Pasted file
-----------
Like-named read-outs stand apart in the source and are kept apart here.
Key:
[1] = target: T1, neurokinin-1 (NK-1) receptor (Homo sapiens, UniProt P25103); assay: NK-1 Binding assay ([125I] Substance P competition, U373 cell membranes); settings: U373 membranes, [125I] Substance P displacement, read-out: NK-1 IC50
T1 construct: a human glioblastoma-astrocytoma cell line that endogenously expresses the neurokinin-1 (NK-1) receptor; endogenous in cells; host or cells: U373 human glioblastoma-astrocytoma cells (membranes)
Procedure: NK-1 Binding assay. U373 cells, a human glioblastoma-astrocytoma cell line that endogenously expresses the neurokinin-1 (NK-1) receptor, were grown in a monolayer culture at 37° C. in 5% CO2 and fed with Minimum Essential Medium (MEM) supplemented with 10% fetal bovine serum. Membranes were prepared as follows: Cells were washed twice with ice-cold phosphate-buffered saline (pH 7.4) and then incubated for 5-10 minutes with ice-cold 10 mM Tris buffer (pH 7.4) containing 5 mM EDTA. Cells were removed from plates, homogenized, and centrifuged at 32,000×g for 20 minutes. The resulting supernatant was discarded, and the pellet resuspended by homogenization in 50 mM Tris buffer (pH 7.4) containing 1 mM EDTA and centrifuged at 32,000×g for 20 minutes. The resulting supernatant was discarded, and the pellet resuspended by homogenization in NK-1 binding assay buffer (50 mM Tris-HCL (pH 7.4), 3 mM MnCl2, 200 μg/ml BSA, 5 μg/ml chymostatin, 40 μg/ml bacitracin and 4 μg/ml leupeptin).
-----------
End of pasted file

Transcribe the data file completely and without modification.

Like-named read-outs stand apart in the source and are kept apart here.
Key:
[1] = target: T1, neurokinin-1 (NK-1) receptor (Homo sapiens, UniProt P25103); assay: NK-1 Binding assay ([125I] Substance P competition, U373 cell membranes); settings: U373 membranes, [125I] Substance P displacement, read-out: NK-1 IC50
T1 construct: a human glioblastoma-astrocytoma cell line that endogenously expresses the neurokinin-1 (NK-1) receptor; endogenous in cells; host or cells: U373 human glioblastoma-astrocytoma cells (membranes)
Procedure: NK-1 Binding assay. U373 cells, a human glioblastoma-astrocytoma cell line that endogenously expresses the neurokinin-1 (NK-1) receptor, were grown in a monolayer culture at 37° C. in 5% CO2 and fed with Minimum Essential Medium (MEM) supplemented with 10% fetal bovine serum. Membranes were prepared as follows: Cells were washed twice with ice-cold phosphate-buffered saline (pH 7.4) and then incubated for 5-10 minutes with ice-cold 10 mM Tris buffer (pH 7.4) containing 5 mM EDTA. Cells were removed from plates, homogenized, and centrifuged at 32,000×g for 20 minutes. The resulting supernatant was discarded, and the pellet resuspended by homogenization in 50 mM Tris buffer (pH 7.4) containing 1 mM EDTA and centrifuged at 32,000×g for 20 minutes. The resulting supernatant was discarded, and the pellet resuspended by homogenization in NK-1 binding assay buffer (50 mM Tris-HCL (pH 7.4), 3 mM MnCl2, 200 μg/ml BSA, 5 μg/ml chymostatin, 40 μg/ml bacitracin and 4 μg/ml leupeptin).